Referring to FIGS. 1, 2 and 4, piers 3 are provided at predetermined intervals along a block wall with each pier terminating substantially at or slightly below grade level. Piers 3 provide support for the block wall of the present invention while minimizing the amount of concrete necessary in the formation of the block wall system. Piers 3 may be formed using a conventional cardboard cylinder, forming a cylindrical cavity for pouring concrete. Once dry, the concrete in the cylindrical cavity provides a near grade level-bearing surface for a block wall made according to the invention described below. The requirements for the bearing surface of piers 3 may be determined by building codes or other standards. In freezing climates the use of piers 3 instead of conventional footings, which are required to extend below the freeze line, represents a substantial savings in the cost of building the block wall system of the present invention.
The piers are constructed by placing vertical reinforcing rods 10 in concrete cylinder forms and pouring concrete into the forms and allowing the concrete to set. Alternatively, placement of the vertical reinforcing rods 10 can be determined and performed by first pouring concrete into the cylinder form and placing a pilaster block 15 as shown in FIGS. 1 and 4, directly over and centered on the pier cylinder forms, next placing rods 10 through holes 13 in pilaster block 15, and down into piers 3 before the concrete sets. Vertical reinforcing rods 10 can be conventional steel reinforcing bars or may be made of other metals, plastics or materials suitable for placement within masonry blocks to provide strength.
A grade beam can be used where poor soil conditions exist, such as soft subgrade soil. The grade beam can be made of a variety of materials such as steel, concrete, or other suitable materials for building a supporting structure. For example, a grade beam may be constructed using conventional masonry blocks reinforced horizontally with a reinforcing rod and filled with concrete to form a rigid grade beam at grade level 8. A grade beam, when necessary, may be constructed or cast and poured at the same time the concrete in the cylinders is poured. The grade beam may also consist of a steel or plastic bar that spans between the piers either entirely or partially supported by the soil. The grade beam may rest at or below grade level.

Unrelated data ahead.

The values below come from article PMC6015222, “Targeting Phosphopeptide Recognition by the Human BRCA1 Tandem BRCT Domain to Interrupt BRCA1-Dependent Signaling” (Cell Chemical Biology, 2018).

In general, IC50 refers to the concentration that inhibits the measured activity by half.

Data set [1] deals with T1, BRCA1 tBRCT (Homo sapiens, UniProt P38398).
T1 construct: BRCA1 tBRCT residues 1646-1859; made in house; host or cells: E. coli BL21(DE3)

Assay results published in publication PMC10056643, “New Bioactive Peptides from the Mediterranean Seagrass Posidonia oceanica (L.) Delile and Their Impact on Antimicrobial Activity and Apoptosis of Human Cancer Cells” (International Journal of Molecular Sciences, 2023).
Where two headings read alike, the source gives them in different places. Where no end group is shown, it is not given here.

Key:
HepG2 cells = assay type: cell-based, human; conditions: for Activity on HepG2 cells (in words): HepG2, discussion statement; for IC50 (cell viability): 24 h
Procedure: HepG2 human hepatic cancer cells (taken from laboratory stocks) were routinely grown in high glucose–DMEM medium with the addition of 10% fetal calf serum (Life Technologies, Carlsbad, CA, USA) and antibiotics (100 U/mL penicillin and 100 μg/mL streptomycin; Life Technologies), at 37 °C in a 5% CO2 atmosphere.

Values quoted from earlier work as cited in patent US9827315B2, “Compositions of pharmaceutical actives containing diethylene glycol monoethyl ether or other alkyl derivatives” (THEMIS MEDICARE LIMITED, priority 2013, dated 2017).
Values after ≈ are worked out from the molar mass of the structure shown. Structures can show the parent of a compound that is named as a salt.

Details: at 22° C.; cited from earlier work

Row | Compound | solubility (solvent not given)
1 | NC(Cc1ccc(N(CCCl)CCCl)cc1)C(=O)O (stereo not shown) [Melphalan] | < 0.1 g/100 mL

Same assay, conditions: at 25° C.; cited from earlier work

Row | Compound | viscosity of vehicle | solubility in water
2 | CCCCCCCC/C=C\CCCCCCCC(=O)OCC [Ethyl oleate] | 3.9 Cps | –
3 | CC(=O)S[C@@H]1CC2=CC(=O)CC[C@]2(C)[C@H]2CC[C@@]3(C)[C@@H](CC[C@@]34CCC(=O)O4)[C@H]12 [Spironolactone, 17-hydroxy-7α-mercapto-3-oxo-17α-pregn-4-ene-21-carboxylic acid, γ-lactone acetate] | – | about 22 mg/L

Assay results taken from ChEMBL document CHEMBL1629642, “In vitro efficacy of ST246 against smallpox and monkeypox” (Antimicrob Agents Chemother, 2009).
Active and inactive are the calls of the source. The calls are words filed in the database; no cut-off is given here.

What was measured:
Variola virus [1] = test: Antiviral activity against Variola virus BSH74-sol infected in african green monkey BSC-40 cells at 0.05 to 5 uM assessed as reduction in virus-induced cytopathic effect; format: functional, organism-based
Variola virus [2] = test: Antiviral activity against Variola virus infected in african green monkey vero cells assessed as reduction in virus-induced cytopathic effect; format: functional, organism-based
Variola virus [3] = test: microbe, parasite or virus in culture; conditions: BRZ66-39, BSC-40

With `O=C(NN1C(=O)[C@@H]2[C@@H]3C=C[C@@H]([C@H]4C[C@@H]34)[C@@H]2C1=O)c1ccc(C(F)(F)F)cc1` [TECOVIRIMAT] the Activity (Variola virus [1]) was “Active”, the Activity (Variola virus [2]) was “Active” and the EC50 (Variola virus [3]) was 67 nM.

Resting at grade level on the piers 3 can be a first horizontal row of blocks containing pilaster blocks 15 and panel blocks 12 spanning adjacent piers 3 and supported by piers 3 as shown in FIGS. 1, 3 and 4. If a grade beam is used, then the first row of blocks will rest on the grade beam. If grade level is not horizontal the block wall system may follow a sloping grade using a stepped wall. The use of piers 3 to create a stepped wall is well known in the art. Once the concrete in piers 3 sets with vertical reinforcing rods 10 and first pilaster block in place as shown in FIGS. 1 and 4, the first course of panel blocks 12 may be placed between the pilaster blocks 15 resting on the piers 3. Vertical reinforcing rods 10 at each of the piers 3 may be guided through holes 13 in each of the pilaster blocks 15 as the pilaster block is put into place above each pier. Pilaster blocks 15 will form a pilaster 20 over each of the piers 3 as successive courses of blocks are placed as shown in FIGS. 1 and 4.
After the first pilaster block 15 is placed above each of the piers 3 and the concrete in piers 3 is set, the vertical reinforcing rods 10 may be attached to pilaster blocks 15 using DRCs 9 (FIGS. 12b and 13), or adhesives, or other means of attaching vertical reinforcing rods 10 to pilaster blocks 15. However, grout is not required to attach vertical reinforcing rods 10 to pilaster blocks 15 nor is mortar required in placing each course of panel and pilaster blocks. Post tensioning can be used for the pilaster 20 where added strength is needed or desired. Post tensioning techniques are well known, however conventional post tensioning is used along the entire length of a block wall having a grade beam or foundation along the entire length of the wall to attach the post-tensioning rods. In the present invention, post tensioning can be employed to strengthen the pilasters blocks 15 that make up the pilasters 20, but not the panel blocks 12 forming panel 25 between pilasters when there is no grade beam used in the block wall system. When post tensioning is used, mortar may be used on pilaster blocks 15, but is still not required for the panel 25 comprising panel blocks 12. If post tensioning is used, vertical reinforcing rods 10 are post-tensioning rods commonly known in the art, and pilaster 20 may be constructed using post-tensioning techniques well known in the art.